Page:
Defense Review: Cameron & Corbyn clash over security measures after Paris attacks
Cameron explained the government’s position in Parliament on Monday afternoon. He emphasized the close relationship between Britain’s economic and physical security and further explained his plans for new expeditionary forces, extra funding for the intelligence services and using diplomacy and cyber-security to influence the world.
He also announced he would return to parliament on Thursday to make the case for extending airstrikes from Iraq into Syria.
Responding to Cameron’s comments, often to jeers from the government benches, Labour leader Jeremy Corbyn asked if the Prime Minister would undertake to secure funding for frontline police services which, he argued, are key to preventing terrorism.
Corbyn also raised the issue of global poverty, inequality, food security and human rights abuses around the world.
Cameron refused today to give me any guarantee not to cut police front line. He is gambling with the security of the British people.— Jeremy Corbyn MP (@jeremycorbyn) November 23, 2015
He pointed to the dangerous legacy of past military intervention such as in Libya, where, he said, there is now “appalling chaos, persistent violence and the presence of ISIL.”
“There is no contradiction between working for peace across the world and doing what is necessary to keep us safe at home.”
He said Labour’s own defense review would “seek to learn the lessons of Iraq, Afghanistan and Libya" and, referring to Trident, ask if it was “right to commit so much of the defense budget to at-sea nuclear patrols.”
The Labour review, Corbyn added, “will argue that security is about much more than defense.”
Earlier on Monday Cameron visited the site of the pairs terror attacks and held talks with French President Francois Hollande on the threat posed by Islamic State (IS, formerly ISIS/ISIL).
Addressing reporters at the Elysee Palace, Cameron pledged to stand “shoulder to shoulder” with France. He also said French jets carrying out airstrikes against Syrian jihadists could use the UK’s Cyprus airbase RAF Akrotiri.
“The United Kingdom will do all in it’s our power to support our friend and ally France to defeat this evil death cult,” he said.
Cameron also reiterated his desire to see Britain join the fight in Syria.
“We must also do more to defeat ISIL in their heartlands in Syria and Iraq. Later this week in parliament I will set out our comprehensive strategy for tackling ISIL.
“I firmly support the action President Hollande has taken to strike ISIL in Syria and it is my firm conviction that Britain should do so too. Of course, that will be a decision for parliament to make,” he added.
On Sunday, Cameron sketched his SDSR plans to secure Britain in the Daily Telegraph, touching on a number of similar theme to those he raised in Paris.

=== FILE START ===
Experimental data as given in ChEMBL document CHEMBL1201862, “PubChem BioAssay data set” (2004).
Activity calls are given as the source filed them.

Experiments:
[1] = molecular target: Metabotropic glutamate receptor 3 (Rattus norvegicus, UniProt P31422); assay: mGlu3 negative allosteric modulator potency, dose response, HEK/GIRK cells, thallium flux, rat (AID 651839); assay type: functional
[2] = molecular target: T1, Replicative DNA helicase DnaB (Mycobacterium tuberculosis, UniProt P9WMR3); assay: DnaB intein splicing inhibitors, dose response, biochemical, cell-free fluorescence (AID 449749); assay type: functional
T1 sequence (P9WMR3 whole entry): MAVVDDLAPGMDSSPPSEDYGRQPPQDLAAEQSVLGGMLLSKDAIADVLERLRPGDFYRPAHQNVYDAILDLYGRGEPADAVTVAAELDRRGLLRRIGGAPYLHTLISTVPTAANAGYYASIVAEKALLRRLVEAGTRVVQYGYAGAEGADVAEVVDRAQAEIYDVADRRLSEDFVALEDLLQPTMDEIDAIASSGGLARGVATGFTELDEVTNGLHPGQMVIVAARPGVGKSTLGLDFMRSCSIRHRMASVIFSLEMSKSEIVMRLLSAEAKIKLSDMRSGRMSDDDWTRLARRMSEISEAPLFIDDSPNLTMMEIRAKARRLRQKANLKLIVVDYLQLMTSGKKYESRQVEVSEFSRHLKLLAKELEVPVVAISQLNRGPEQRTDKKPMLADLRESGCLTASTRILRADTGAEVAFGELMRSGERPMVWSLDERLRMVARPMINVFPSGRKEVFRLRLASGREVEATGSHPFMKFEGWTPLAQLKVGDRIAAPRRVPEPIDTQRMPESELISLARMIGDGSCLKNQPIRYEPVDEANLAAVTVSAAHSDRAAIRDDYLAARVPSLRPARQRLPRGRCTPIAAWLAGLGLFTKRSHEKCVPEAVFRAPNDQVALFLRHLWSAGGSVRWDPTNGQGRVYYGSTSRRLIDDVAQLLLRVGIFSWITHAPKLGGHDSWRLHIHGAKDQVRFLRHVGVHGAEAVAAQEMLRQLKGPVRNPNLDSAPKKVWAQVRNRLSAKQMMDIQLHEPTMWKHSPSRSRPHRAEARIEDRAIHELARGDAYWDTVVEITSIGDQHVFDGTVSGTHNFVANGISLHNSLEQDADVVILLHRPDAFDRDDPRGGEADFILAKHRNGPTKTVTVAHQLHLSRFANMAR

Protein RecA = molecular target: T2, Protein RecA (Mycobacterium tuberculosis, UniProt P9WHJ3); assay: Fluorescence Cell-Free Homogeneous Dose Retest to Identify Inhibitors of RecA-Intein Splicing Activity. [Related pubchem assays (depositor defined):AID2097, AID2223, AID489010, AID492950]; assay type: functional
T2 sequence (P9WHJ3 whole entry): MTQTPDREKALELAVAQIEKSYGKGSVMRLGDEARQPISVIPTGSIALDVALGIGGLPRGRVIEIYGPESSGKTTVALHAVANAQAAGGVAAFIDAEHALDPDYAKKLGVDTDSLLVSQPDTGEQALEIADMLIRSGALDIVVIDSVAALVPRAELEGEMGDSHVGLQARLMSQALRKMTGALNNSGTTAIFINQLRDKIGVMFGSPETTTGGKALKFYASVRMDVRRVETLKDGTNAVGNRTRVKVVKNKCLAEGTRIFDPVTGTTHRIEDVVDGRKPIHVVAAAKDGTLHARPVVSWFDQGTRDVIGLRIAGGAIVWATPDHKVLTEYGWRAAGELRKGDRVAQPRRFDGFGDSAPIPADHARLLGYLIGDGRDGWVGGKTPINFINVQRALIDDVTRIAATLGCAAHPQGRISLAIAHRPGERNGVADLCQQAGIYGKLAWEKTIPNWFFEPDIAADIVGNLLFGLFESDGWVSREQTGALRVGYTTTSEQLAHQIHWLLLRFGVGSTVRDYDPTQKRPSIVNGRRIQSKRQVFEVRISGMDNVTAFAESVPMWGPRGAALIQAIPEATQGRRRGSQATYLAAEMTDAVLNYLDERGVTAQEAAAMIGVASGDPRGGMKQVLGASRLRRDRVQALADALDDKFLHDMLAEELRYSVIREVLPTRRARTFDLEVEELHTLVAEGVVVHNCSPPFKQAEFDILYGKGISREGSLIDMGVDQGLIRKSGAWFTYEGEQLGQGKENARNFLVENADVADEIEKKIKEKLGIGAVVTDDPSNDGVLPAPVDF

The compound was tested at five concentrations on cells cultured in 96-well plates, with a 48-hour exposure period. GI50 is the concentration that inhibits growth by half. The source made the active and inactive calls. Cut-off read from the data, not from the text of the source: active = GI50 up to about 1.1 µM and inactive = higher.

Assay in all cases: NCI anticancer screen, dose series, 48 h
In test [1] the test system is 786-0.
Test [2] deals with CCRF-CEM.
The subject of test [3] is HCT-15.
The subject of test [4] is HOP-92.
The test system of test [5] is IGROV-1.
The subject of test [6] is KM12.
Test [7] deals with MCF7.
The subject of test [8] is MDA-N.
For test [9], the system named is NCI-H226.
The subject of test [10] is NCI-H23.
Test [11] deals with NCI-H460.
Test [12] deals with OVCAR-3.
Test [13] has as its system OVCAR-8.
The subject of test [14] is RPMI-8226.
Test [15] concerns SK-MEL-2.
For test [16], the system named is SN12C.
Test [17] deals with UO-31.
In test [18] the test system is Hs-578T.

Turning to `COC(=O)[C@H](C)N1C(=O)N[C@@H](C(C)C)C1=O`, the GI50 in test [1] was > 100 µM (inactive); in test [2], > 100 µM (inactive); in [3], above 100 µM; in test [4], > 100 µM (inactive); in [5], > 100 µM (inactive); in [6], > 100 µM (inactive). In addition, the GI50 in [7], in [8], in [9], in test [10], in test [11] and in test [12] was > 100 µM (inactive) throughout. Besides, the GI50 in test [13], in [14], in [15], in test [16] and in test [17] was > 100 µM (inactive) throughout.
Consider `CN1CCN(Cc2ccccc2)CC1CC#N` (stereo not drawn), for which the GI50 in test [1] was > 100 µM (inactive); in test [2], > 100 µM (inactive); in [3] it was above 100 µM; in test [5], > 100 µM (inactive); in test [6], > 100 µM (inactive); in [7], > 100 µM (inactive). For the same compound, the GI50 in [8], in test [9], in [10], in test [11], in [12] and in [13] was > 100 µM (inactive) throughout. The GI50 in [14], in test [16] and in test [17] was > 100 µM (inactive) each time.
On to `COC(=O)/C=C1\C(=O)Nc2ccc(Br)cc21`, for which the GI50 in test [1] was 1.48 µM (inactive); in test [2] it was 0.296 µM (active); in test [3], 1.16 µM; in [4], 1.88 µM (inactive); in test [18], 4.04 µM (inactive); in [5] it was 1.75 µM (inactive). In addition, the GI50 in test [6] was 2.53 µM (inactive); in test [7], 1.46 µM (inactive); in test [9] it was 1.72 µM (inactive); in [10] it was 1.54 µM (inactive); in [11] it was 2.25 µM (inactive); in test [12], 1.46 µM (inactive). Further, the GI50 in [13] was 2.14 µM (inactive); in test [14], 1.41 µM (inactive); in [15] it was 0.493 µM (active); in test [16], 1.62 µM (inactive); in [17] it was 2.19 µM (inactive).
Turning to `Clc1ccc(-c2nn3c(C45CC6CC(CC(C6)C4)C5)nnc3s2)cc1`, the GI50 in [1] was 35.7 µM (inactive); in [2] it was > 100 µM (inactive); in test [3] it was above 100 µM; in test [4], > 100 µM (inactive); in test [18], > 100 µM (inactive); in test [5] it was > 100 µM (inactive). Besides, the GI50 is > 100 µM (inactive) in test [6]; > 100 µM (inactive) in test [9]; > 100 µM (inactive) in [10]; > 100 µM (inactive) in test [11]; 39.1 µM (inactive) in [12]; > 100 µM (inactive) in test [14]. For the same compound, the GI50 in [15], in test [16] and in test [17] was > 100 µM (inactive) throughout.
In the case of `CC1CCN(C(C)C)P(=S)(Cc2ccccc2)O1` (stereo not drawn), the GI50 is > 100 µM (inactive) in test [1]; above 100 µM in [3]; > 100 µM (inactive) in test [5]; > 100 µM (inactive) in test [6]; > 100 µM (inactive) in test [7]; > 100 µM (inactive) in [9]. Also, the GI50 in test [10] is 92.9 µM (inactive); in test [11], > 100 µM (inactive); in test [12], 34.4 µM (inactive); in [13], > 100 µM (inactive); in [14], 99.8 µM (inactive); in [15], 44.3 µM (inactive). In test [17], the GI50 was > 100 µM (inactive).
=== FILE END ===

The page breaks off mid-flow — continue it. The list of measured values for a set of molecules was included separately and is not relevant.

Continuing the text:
“As the murders on the streets of Paris reminded us so starkly, Islamic State is not some remote problem thousands of miles away; it is a direct threat to our security,” Cameron wrote in the Telegraph newspaper on Sunday.
“So I want the British people to know they have a government that understands the importance of our national security and that we will take whatever actions are necessary to keep our country safe,” he added.
A central strand of the review will be dealing with what he termed “the poisonous ideology of Islamist extremism” as well as refocusing foreign aid “to support fragile and broken states and regions, to prevent conflict and promote the golden thread of conditions that drive prosperity across the world: the rule of law, good governance and the growth of democracy.”
Other important restructuring includes bolstering the counter-terrorism budget and the purchase of more F-35 fighter aircraft.
In the foreword to the SDSR, published by the Guardian, Cameron says: “At its [the strategy’s] heart is an understanding that we cannot choose between conventional defenses against state-based threats and the need to counter threats that do not recognize national borders.”
“Today we face both and we must respond to both.”
In terms of conventional, offensive military capability, Cameron plans to introduce two new 5,000-strong ‘strike’ brigades by 2025 which will be able to project armed force thousands of miles away.
He is also expected to point out that Britain will be one of very few NATO member states to meet the symbolic commitment of spending 2 percent of gross domestic product (GDP) on defense.
In the wake of the Paris atrocities, which saw 130 people killed in multiple terror attacks, the drive toward extending UK airstrikes from Iraq into Syria has again been ramped up.
However, Defence Secretary Michael Fallon said on Monday it would still take time to build the case for Syria attacks among MPs.
“A lot of new MPs understandably want to be sure there is a political track to this as well – that we are working with everyone in the region to create a more comprehensive, moderate government in the region to bring long-term security after the striking has finished,” Fallon told the Guardian on Monday.
He acknowledged questions remain over the nature of any force that could contest territory now in Islamic State possession.
Shadow Defence Secretary Maria Eagle said there could be no consensus among MPs until Cameron’s plans had been laid out in full.
“We will deal with it once we have heard from the prime minister. It is all very well suggesting that a few bombs are going to deal with ISIL/Daesh [an alternative term for IS]. There is a coalition of 60 nations already doing that in Syria,” Eagle told the Guardian.